Swansea Co-Housing's founders are 7 people who share a vision for multi-generational, sustainable and inclusive co-housing. Our passion for co-housing comes from the knowledge that when people feel a sense of belonging they are happier and healthier. They also care about the place where they live more and participate in making it better.
What is co-housing? Cohousing is well defined on Wikipedia as "an intentional community of private homes clustered around shared space. Each apartment or single family home has traditional amenities, including a private kitchen. Shared spaces typically feature a common house, which may include a large kitchen and dining area, laundry, and recreational spaces."
Swansea Co Housing, in collaboration with the Wales Co-operative Centre www.wales.coop is currently researching opportunities to develop community focused, sustainable and congenial living spaces in the Swansea area, which respect surrounding and pre-existing built and natural environments, and provide high quality homes for residents of any generation and background. Our vision is to encourage local opportunities for training and trades skills development, including ecological and heritage building methods. We also believe that these should be fully open to providing opportunities for women in construction.
We have a multi-skilled team with varied experience encompassing housing projects and businesses including other co-housing schemes, building design and renovation, project management, management of charitable and not-for-profit organisations, regulatory and government work, and optimisation of organisational practices.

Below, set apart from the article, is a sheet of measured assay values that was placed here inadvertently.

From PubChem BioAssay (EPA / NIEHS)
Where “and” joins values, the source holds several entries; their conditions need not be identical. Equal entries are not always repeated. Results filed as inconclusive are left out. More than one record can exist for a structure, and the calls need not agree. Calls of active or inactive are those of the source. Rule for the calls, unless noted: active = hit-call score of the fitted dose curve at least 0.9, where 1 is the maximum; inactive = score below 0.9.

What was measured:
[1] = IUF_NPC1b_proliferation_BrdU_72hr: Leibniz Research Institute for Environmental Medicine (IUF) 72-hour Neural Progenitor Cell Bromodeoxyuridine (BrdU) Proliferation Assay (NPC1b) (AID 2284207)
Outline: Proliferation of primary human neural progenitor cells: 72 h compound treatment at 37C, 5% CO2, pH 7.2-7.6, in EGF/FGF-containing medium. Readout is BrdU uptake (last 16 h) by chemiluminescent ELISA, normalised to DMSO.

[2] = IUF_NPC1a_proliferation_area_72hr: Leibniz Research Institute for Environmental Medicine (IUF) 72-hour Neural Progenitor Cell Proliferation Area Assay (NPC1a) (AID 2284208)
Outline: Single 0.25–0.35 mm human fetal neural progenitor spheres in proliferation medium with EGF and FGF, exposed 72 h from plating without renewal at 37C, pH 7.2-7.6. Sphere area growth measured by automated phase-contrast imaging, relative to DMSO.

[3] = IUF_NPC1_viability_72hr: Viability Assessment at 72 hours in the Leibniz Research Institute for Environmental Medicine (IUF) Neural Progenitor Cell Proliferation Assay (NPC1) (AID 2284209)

As the world faces a plethora of environmental challenges from climate change to resource shortages and plastic waste, Swansea Co Housing places high importance on the sustainability of our projects and communities.
Our approach may be project dependent on a case-by-case basis, but we will always endeavour to minimise environmental and ecological impacts over the medium to long term while providing high quality living spaces. Building materials and methods of construction will be considered with respect to their embodied greenhouse gas, expected lifespan and end of life impacts, renewable energy generation and sustainable infrastructure will be incorporated where suitable and feasible, and we strive to provide for communities with relatively low environmental impact through provision of appropriate facilities.